Here’s a nugget we stumbled on as we talked through it, and just goes to show the value of sitting down and talking football with people, I always learn something.

The primary distinction, or disconnect, that we discovered is while both of us are attempting to parse out the process vs just the result or measurable stat, where we focused on the technique used and less on how Bolles actually did on the play, PFF leaned more towards ‘did he do his job’, regardless of how it looked or if he used proper technique.

Linsey said essentially, “even if it’s ugly” as long as the player did their job (protected the QB, walled off their block in the run game) that’s a positive in PFF’s grading system.

Which makes sense, especially for Bolles. He is athletic enough at times to recover when he’s initially beat due to bad technique, and still potentially get a piece of the blocker, leading to his job being done. However, his continuing to do that job with repeated poor technique is what leads to the inconsistency - sometimes it bites him and sometimes it doesn’t.

So, PFF isn’t necessarily dinging him for bad hand placement and opening up his hips too early, as long as he can chase his guy past the QB after he’s beat, and my analysis wasn’t setup to give him credit for still doing his job, even if it was ugly, as I was looking at repeatability and specific improvements in technique.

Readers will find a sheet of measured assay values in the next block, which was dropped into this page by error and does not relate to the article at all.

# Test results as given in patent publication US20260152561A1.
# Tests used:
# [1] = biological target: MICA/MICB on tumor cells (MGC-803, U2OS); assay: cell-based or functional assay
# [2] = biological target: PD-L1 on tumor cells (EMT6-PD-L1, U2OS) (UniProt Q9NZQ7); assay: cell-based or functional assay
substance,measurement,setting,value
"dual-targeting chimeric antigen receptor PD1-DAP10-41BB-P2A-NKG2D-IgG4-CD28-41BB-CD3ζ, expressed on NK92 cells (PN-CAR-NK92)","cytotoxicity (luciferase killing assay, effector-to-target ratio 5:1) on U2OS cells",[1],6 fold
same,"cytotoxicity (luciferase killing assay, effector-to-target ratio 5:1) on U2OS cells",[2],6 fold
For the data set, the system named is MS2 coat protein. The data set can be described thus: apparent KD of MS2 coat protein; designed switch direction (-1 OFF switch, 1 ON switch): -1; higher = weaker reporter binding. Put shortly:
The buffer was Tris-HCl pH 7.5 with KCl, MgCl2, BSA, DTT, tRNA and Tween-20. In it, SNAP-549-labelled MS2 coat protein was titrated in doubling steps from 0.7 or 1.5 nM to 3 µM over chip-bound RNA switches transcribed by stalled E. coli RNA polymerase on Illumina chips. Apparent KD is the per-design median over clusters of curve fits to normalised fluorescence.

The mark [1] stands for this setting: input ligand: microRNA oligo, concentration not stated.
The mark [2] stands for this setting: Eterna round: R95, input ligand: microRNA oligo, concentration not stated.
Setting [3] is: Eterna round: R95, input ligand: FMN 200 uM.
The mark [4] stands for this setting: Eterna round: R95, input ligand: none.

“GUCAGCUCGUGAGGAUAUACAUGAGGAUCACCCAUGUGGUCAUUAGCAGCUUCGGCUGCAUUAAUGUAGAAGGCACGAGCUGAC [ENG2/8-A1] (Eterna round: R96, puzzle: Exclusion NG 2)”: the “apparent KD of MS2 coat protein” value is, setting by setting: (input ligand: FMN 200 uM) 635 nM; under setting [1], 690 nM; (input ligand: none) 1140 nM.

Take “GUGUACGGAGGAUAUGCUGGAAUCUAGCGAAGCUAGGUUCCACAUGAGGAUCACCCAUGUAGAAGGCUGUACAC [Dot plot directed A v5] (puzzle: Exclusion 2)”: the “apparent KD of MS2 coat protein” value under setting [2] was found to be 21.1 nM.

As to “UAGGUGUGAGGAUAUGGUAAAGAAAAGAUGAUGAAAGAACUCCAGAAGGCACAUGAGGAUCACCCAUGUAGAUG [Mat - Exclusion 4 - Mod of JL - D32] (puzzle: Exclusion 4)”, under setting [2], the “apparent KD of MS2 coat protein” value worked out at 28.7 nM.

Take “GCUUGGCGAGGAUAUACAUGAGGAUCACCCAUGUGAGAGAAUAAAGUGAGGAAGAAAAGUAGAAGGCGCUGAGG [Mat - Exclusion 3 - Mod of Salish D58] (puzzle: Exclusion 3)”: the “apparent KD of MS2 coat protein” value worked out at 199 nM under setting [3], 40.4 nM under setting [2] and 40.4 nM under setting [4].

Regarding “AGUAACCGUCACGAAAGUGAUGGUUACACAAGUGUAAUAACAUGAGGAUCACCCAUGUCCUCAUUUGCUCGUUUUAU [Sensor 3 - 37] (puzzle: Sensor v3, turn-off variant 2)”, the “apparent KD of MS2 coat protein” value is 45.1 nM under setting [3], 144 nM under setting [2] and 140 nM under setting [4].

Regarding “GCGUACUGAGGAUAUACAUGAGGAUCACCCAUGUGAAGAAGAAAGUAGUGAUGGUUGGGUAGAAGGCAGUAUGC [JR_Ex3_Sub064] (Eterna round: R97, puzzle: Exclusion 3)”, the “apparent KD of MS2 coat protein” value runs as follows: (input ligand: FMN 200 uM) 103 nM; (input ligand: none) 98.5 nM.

Two sides of the same coin, both looking at the same tape, attempting to answer a similar overarching question, with different approaches. Who would’ve thought that was possible ;)

Beggars can’t be choosers

Another thing I learned from Linsey is that Denver fans (myself included for sure) at times can get myopic on just watching their players year after year, and not have as much context or a reference point for what “league average” really looks like.

I joked on the podcast that Broncos Country definitely suffers from this when it comes to QBs. All Denver has known for literally a decade now is either Hall of Fame level QB play, or bottom 5 QB play, no in between.

I think a similar thing potentially has happened at left tackle. Linsey watches a lot of different teams and players and said on the podcast that “there are just a lot of bad tackles in the NFL right now.” So while Bolles is far from the ideal player, and Denver could certainly upgrade the position, being “league average” is probably just as much an indictment on the state of the left tackle position across the league as it is an endorsement of Bolles, perse’.

All in all, it was a really fun conversation, and we were grateful to have the opportunity to chat with Ben Linsey and peek behind the current a little at Pro Football Focus’ process. Ya’ll be sure to check out Linsey’s work on, follow him on the Twitters, and check out the full podcast interview on Cover 2 Broncos.

Oh, and he thinks Denver’s offensive line was one of the most improved units in the NFL this offseason.